Yahoo has finally, and somewhat belatedly, decided to follow in the footsteps of Google, Microsoft and Facebook, announcing that it’ll make SSL encryption the default setting for all Yahoo Mail users as of next January.
The company confirmed the plan in a statement given to the Washington Post yesterday. This follows the introduction of SSL encryption last January, years behind the likes of competing email providers, although the feature was only enabled for those who decided to opt in.
In contrast, Google’s Gmail has had SSL encryption as the standard setting for all users since January 2010, and the company has been gradually moving its other online services over to the protocol since then. Microsoft added SSL encryption to its Outlook.com and Hotmail web mail services in 2012, while Facebook did so back in August this year.
Yahoo has come in for a fair amount of criticism for not moving to SSL encryption earlier, although to be fair to the company, recent revelations from whistleblower Ed Snowden suggest that spy agencies may have already compromised the standard. It’s believed that the NSA, alongside the UK’s GCHQ, has been actively working to crack the most common encryption standards used on the web, and some researchers believe that deciphering SSL encryption presents few problems for them.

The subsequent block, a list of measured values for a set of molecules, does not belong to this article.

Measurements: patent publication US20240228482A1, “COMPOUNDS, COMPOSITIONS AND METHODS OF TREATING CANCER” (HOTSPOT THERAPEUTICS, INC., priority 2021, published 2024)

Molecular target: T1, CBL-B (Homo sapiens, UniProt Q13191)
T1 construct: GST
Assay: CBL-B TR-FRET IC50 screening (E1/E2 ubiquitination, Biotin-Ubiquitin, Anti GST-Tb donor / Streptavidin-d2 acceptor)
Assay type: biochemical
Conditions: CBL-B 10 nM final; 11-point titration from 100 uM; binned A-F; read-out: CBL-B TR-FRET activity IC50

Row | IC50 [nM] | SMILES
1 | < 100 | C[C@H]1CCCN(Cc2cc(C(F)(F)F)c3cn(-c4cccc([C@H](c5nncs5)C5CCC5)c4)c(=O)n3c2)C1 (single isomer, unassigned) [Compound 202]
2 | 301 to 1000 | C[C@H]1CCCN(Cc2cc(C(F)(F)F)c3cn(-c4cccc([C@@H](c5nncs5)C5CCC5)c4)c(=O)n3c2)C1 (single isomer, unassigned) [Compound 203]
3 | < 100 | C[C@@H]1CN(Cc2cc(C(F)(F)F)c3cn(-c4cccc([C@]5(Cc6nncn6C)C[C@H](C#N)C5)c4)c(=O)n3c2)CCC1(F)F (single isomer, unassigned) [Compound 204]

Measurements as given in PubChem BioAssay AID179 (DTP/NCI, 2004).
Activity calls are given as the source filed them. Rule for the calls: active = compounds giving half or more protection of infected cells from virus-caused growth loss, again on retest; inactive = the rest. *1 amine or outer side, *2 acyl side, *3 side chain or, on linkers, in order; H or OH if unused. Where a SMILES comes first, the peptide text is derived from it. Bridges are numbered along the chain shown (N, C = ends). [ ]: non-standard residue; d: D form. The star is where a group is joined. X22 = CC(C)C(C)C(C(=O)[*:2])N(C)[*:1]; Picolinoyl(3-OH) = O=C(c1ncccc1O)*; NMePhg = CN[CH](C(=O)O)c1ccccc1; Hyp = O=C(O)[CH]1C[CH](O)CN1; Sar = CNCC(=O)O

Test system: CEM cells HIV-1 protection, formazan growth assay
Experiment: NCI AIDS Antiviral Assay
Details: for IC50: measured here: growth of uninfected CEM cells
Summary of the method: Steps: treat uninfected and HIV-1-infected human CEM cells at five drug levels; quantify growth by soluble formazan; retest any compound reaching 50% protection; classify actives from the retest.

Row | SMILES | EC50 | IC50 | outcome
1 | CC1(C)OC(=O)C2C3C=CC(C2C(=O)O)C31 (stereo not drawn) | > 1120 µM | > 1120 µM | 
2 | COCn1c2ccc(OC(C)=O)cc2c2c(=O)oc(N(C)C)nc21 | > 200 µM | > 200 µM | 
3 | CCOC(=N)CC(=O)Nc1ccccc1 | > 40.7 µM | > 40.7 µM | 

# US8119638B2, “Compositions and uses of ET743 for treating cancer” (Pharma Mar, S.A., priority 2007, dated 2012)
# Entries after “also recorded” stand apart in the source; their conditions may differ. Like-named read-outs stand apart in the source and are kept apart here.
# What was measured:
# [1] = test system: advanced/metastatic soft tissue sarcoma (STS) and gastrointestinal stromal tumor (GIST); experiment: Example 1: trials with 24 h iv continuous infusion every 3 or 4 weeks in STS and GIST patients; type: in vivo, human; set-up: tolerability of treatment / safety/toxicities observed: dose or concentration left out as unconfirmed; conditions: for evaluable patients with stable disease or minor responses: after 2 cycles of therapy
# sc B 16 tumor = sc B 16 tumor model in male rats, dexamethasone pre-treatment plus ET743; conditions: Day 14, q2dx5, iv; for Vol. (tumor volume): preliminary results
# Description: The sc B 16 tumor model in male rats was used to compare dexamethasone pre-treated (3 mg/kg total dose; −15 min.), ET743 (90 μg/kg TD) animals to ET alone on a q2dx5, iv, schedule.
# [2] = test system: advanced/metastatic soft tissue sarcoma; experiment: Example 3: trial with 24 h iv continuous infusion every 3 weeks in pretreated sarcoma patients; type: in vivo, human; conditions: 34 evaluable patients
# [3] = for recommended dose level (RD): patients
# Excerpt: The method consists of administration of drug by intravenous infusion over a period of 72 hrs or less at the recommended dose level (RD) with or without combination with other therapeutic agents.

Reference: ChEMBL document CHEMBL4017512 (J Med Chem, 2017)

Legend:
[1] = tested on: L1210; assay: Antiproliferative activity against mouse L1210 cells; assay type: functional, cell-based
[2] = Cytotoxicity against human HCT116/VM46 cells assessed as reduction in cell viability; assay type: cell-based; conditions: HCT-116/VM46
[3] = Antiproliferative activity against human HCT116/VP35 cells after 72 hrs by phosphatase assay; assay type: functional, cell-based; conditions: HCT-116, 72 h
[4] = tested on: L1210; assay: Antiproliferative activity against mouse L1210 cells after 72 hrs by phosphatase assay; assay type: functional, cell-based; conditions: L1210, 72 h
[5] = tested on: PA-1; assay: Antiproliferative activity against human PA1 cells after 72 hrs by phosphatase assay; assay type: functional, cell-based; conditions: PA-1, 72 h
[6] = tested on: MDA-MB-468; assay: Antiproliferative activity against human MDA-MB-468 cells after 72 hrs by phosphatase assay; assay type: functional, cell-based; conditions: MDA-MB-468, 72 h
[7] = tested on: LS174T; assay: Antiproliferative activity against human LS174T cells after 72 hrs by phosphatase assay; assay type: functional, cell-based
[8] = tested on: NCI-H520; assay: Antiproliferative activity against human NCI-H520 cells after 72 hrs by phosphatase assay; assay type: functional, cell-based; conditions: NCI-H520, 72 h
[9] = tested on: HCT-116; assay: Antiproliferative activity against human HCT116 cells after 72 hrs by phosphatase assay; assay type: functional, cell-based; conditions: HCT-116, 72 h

Then again, new documents leaked from Ed Snowden last night revealing the NSA’s email contacts collection program suggest that the NSA may not be able to get past SSL encryption as easily as it likes. Interestingly, the Washington Post revealed that government spooks had collected twice as many contacts from Yahoo Mail as all of the other major web mail services combined. No reason was given for this, but one likely cause could be due to Yahoo Mail’s lack of SSL encryption.
If this is the case, it could be that Yahoo’s move to SSL is too little too late, especially for anyone whose main concern is to keep their personal data away from the authorities’ prying eyes. Still, given Yahoo Mail’s recent record with email security and reports of various accounts being hacked and used to send spam, any move towards better security will be welcomed by its users.